Justin Schwartz jschwart at freenet.columbus.oh.us
Sat Feb 4 08:10:28 MST 1995

I'm not an expert on Russian populism either, but I find Hill's claims
that it was anti-semitic to the core simply incredible. A quick survey of
the chapter on the Narodya Volya in Adam Ulam's In the Name of the People
offers no substantiation to the claim. Likewise Franco Venturi's chapter
on the same in Roots of Revolution. Moreover, had the Populists been
anti-Semites, Lenin would not have hestiated to flay them with that in
"Who Are the 'Friends of the People'....," but he doesn't mention the
charge. And given the Populists' emphasis on terrorist attacks on the
government, Jew-baiting in the Black Hundreds style makes no sense at all.
Quite apart from the fact that a lot of them were Jews, whether or not
they were "cosmopolitan." (Incidentally that word, in the Russian context,
has an anti-semitic flavor--Stalin and other Soviet and Russian
anti-semites called the Jews "rootless cosmpolitans," to emphasize that
they were not real Russians, Ukrainians, etc.)

What about this pamphlet, sourced to Davidowicz? I'd have to knpw more
about its provenance. D is a far-right wing ultra-Zionist neo-con who has
an interest in trashing any left wing movements. (Her treatment of the
Jewish Communist and Bundist resistance to the Nazis in her holocaust
book,  The War Against The Jews (otherwise pretty good), is disgraceful. D
if all people ought to be sensitive to forged documents used to discredit
subordinate groups. I'm not saying it is forged, but I'm saying that it's
inconsisted with what we otherwise know, or anyway with what I otherwise
know, about the Populists.

Of course Marx was a Jew. He himself was irreligious and didn't identify
with the Jewish tradition. His father had converted to Christianity for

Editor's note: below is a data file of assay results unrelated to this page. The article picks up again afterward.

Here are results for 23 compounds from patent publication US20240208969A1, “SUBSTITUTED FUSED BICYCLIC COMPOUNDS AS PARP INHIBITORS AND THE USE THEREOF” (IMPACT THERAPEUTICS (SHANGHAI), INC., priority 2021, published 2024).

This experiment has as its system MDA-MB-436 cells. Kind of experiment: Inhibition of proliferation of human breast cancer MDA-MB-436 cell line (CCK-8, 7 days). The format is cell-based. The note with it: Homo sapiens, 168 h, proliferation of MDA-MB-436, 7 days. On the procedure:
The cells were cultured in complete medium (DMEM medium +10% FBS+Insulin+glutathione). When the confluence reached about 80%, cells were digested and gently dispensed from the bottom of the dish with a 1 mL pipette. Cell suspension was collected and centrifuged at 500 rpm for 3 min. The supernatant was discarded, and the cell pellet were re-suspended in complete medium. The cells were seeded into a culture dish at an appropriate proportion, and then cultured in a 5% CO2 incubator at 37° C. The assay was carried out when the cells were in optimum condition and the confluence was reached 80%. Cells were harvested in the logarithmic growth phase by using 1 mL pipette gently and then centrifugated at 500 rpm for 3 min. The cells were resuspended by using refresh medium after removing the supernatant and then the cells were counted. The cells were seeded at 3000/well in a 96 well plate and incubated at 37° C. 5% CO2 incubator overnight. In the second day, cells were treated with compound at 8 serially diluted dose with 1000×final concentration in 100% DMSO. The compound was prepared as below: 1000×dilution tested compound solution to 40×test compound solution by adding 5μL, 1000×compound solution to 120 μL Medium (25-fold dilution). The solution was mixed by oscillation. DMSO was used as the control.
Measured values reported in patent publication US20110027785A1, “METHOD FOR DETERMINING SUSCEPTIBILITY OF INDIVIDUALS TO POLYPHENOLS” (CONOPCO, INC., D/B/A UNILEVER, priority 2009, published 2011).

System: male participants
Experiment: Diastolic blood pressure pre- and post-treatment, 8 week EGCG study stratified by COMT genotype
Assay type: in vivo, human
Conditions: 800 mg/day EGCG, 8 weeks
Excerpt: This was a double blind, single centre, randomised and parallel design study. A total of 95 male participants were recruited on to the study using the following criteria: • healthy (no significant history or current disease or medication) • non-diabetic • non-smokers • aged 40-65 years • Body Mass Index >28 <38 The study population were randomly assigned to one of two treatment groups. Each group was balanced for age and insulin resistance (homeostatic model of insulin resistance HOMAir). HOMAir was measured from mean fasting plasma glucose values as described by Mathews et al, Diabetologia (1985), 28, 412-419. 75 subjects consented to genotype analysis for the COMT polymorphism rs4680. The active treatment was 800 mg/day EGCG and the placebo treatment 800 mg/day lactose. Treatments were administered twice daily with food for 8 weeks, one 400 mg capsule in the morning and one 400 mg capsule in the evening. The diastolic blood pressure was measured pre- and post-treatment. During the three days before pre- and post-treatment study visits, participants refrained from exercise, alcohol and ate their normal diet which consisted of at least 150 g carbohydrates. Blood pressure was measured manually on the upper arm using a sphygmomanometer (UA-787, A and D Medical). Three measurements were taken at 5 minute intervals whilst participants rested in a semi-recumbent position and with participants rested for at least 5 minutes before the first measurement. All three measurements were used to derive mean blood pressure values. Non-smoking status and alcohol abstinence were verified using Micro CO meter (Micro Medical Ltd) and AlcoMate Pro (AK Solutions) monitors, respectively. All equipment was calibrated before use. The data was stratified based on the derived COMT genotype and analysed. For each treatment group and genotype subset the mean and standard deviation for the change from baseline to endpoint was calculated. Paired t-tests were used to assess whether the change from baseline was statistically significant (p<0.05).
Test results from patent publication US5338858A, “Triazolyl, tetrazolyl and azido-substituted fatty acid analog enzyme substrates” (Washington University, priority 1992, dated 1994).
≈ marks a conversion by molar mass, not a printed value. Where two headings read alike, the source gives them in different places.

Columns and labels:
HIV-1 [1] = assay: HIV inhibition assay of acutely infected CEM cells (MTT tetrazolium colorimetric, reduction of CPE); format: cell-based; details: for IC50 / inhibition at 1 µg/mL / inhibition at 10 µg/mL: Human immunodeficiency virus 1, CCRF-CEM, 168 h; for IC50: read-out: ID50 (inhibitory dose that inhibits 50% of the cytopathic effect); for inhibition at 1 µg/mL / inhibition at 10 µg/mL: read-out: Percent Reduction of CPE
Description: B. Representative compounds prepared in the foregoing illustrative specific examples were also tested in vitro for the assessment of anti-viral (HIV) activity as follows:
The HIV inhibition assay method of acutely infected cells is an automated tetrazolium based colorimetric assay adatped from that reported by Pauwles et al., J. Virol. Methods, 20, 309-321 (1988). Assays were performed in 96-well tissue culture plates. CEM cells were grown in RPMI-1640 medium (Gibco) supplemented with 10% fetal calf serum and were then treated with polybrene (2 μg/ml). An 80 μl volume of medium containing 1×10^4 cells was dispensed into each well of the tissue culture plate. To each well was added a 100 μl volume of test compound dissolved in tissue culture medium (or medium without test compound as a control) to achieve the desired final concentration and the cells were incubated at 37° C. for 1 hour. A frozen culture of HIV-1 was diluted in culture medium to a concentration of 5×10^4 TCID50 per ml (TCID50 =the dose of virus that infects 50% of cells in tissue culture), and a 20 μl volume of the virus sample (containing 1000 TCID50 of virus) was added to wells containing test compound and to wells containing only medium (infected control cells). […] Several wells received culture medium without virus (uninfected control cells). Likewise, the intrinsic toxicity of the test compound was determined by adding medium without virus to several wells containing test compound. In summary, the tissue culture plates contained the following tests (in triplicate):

professional reasons (although he was an Englightenment deist). But by
Jewish tradition, if you're mother is a Jew (and Marx's was), so are you.
The name "Marx" itself is a shortened form of "Mordechai", changed to
Markus, then Marx. Marx's paternal grandfather was rabbi of Trier, as was
Marx's uncle. Marx's maternal grandfather had also been rabbi in Trier.

--Justin Schwartz,

Rootless cosmopolitan, and no less Jewish than Marx

On Sat, 4 Feb 1995, Rebecca Hill wrote:

>   While I am not expert on the Russian populists, as Alex Trotter has
> clearly indicated, I believe that this particular pamphlet, distributed by
> Narodnaya Volya speaks for itself:
> Good people, Honest Ukrainian people! Life has become hard in the Ukraine,
> and it keeps getting harder. The damned police beat you, the landowners
> devour you, the kikes, the dirty Judases rob you. People in the Ukraine
> suffer most of all fromthe kikes. Who has seized the land, the woodlands,
> the taverns? The kikes. Whom does the peasant beg with tears in his eyes to
> let him near his own land? the kikes. Wherever you look, whatever you
> touch, everywhere the kikes. The kike curses the peasant, cheats him,
> drinks his blood. The kikes make life unbearable.
>  According to Lucy Dawidowicz, this pamphlet represented the official
> position of Narodnaya in 1881.
>   As for Marx - who was not, contrary to popular opinion, a Jew - he is not
> immune to criticism in this regard.
> Moreover, while some Jews were populists, this does not mean that the
> populists are immune from criticism. Many radical Jews of this period
> adopted a consciously "cosmopolitan" stance, rejecting Jewish
> identification and favoring universalist assimilationism instead. In light
> of all this, I am always troubled by celebrations of Russian populism.
>     Speaking of populism, I live in Minnesota, the capital of U.S.
> anti-semitism and you guessed it - good ol' Mid-western populism.
>   Oversimplified or not, I remain suspicious when I am
> confronted by any movement based not on a theory of social relations, but
> instead in an abstracted idea of the "true people." to defend such a
> movement, as the Narodniks did when they refused to "respond hostiley or
> even indifferently to a truly popular movement" in 1881, simply because it
> is popular, is certainly an overly simplistic response - is it not?
> -Rebecca Hill


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